Twenty-five years ago, VCU Engineering opened with a cohort of 103 students who would become — significantly — the class of 2000, VCU Engineering’s first graduating class. Today, these intrepid alumni are making a difference across the nation and the world. We caught up with some of them to find out what they remember about the earliest days of the college.
Robert Snodgrass, PE (’00)
Branch Head, Weapon Control Test and Evaluation Branch.
What do you remember most (or most fondly) about your time at VCU Engineering?
I mostly remember the excitement of starting something new. Being a part of VCU Engineering at that time felt like the start of a great endeavor, and the feeling was palpable. The school started with a big vision and a lot of ambition, and it has been wonderful seeing all of that pay off.
What would people be surprised to learn about those early days of the program?
I think the energy! There was a tremendous investment from so many people to establish VCU as a great engineering school, and we all wanted it to succeed. There was a lot of uncertainty and a lot of figuring things out as we went, but everyone was on board with making it work.
What was the campus like back then?
Much smaller and very diverse! VCU was known as an art school at that time and had a major presence on campus and it was a lot of fun seeing the mix of students from engineering and the arts. VCU was also investing heavily in arts at that time, as well, and they even set up an awesome project for the engineering and arts students to work together, and it was great for both schools.
Tell us about a cool-at-the-time piece of technology or equipment you got to work with as an undergrad.
Boy, when I started Microsoft Excel, and even email, were new!! I came from a small, rural school with very limited technology, so almost everything I did at the school was new to me. I had never soldered anything, written a program or used CAD, so getting to build circuits, program robots and design things in three dimensions with SolidWorks was amazing to me. And that was all in the first year!
What was your goal when you first started at VCU Engineering? Did you achieve it?
My goal was to become an engineer and have a career in that field and, yes, I have been working as an engineer since graduation and plan to continue.
What is the biggest difference between VCU Engineering then and VCU Engineering now?
The size. VCU overall has grown tremendously since we started, but especially VCU Engineering. When we started, and for the first two years, we didn’t have our own building yet. We were scattered in classrooms across campus, and the leadership team was in a house on Franklin Street. When they built the building, it was wonderful to have our own facilities and they were state-of-the-art at the time. And there were discussions at the time about potentially building a second building across Belvidere, but it seemed so far off. Now to see that second building — and a third one — is really cool!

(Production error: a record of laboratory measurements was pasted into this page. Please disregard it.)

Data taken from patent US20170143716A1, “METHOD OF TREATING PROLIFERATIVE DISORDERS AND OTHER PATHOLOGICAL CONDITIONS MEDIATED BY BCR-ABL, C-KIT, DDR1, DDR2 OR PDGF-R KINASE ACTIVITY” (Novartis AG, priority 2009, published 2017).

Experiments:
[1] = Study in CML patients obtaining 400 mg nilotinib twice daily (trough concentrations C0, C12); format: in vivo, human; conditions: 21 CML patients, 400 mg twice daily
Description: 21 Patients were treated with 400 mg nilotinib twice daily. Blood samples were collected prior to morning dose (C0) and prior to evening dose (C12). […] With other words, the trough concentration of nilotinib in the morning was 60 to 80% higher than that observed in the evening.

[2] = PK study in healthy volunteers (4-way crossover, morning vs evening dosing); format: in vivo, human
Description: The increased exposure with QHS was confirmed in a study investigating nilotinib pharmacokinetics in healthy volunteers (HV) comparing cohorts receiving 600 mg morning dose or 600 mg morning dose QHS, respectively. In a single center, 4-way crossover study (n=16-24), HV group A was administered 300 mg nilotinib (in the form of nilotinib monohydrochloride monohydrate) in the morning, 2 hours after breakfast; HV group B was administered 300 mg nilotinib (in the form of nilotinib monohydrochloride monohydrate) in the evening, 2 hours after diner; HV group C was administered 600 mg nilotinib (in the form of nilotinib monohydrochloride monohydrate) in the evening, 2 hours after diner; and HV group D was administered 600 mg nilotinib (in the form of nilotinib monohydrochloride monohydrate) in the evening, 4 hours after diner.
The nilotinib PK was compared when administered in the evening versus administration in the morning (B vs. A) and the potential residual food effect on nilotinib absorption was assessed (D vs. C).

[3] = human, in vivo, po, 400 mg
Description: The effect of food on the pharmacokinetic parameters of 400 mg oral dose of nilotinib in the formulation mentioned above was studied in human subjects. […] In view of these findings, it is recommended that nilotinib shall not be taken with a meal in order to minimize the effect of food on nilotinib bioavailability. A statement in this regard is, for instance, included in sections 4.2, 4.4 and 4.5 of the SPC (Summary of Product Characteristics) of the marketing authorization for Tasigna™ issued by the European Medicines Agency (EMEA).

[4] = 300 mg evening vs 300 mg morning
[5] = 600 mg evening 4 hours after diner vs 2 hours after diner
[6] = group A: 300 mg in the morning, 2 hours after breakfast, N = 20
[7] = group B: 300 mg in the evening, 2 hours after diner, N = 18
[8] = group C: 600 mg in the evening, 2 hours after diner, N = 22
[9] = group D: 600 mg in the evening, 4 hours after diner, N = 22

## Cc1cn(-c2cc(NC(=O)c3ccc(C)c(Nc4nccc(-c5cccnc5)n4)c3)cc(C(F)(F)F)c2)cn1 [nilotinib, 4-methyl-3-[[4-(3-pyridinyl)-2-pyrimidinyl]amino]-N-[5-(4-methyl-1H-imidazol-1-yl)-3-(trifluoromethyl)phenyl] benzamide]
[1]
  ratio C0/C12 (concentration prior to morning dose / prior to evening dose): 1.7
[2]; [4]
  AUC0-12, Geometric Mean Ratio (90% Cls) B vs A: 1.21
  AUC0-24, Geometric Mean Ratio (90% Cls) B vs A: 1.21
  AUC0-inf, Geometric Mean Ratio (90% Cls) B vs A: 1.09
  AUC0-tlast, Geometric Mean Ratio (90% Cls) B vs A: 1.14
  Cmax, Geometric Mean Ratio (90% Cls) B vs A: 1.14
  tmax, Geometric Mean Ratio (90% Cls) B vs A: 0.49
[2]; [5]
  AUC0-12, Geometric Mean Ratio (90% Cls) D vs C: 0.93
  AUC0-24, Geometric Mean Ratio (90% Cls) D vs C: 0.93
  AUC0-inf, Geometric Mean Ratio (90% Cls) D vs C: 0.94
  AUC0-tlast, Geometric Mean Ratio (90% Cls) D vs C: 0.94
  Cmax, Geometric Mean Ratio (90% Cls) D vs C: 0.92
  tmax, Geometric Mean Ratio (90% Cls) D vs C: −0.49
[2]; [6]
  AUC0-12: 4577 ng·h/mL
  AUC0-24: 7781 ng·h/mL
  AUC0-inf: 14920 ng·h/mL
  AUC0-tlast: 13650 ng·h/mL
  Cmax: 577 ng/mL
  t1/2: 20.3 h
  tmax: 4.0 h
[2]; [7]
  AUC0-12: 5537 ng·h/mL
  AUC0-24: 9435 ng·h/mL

Are you surprised at how VCU Engineering has changed over the years?
Yes and no. The school felt like a startup at the time because it very much was. A lot of ideas and a lot of excitement, but there was always one big vision of establishing the school as a great engineering program. The people may have changed, but the vision and the passion have remained the same, which is what has led to the success of VCU Engineering over all these years.
What are you doing now? How did VCU Engineering help prepare you for it?
I am a Branch Head at the Naval Surface Warfare Center, Dahlgren Division, leading and supervising engineers and scientists that develop and integrate weapon control hardware and software systems onto manned and unmanned platforms. VCU Engineering always emphasized preparing us for a full career in engineering, including leadership. They focused on making us well-rounded and giving us hands-on experience, which has been a huge help throughout my career. I studied mechanical engineering, but was exposed to electrical engineering, chemical engineering, computer science and mechatronics – which was a new field at the time. That background has helped me work on a wide range of projects throughout my career. And now it helps me lead a diverse, multi-discipline team developing critical technology for the Department of Defense and our warfighters in the field.
Is there something else you'd like to comment on as a member of the first VCU Engineering graduating class?
I would say the biggest thing for me is that the VCU Engineering was a big gamble for all involved. For all of the faculty who came to VCU from other established schools, and for students who could have gone to other programs throughout the country. The program could not be ABET accredited until the first students completed the program, so we didn’t know for certain if we would even be graduating with a degree from an accredited program. But we all had faith that the program would be accredited and that having a VCU Engineering degree would be a source of pride for all of us. I am happy to say that the gamble paid off and then some!